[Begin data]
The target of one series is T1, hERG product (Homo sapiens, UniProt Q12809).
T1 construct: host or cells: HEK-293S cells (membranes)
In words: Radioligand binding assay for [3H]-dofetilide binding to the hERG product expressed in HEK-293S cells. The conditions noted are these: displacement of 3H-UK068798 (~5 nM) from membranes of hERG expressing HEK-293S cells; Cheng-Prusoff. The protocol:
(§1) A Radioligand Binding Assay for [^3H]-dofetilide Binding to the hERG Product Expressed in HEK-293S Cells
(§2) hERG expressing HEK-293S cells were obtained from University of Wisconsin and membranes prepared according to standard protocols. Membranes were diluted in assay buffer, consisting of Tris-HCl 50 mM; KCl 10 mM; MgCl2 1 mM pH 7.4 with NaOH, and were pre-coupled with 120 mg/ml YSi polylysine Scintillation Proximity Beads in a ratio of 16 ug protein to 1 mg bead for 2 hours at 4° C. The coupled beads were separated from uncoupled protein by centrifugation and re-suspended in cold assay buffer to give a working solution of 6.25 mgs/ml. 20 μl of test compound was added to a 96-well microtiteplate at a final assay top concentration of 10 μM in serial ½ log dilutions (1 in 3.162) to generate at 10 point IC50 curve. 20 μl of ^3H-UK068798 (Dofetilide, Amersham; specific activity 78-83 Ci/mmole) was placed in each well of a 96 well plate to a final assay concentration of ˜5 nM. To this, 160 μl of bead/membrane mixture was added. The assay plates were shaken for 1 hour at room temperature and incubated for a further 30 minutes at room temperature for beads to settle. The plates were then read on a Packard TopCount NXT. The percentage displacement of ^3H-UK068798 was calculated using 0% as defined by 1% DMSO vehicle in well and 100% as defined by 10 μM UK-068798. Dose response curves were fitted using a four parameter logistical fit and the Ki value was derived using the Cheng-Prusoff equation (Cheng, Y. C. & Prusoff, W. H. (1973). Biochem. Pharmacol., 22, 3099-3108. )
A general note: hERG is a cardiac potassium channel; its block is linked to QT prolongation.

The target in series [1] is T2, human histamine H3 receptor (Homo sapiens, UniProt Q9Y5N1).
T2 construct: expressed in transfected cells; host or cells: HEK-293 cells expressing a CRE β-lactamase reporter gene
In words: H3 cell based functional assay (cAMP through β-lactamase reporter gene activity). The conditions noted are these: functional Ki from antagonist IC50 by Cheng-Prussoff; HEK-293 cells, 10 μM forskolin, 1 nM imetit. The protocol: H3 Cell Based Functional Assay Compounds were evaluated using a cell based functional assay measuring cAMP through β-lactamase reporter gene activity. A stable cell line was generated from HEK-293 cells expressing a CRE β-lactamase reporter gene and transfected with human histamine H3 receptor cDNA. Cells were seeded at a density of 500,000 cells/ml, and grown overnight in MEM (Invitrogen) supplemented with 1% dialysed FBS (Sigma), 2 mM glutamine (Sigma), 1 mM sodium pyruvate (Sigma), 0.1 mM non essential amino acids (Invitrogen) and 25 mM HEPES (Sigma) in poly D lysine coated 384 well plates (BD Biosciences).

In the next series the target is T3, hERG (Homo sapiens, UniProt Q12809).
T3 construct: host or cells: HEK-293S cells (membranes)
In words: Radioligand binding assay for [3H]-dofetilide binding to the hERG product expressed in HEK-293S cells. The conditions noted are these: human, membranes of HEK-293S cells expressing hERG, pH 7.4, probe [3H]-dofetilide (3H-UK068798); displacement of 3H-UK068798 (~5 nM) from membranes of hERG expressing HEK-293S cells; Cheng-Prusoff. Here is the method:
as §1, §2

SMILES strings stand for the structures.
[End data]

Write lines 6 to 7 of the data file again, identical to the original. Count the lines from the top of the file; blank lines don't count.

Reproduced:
A general note: hERG is a cardiac potassium channel; its block is linked to QT prolongation.

The target in series [1] is T2, human histamine H3 receptor (Homo sapiens, UniProt Q9Y5N1).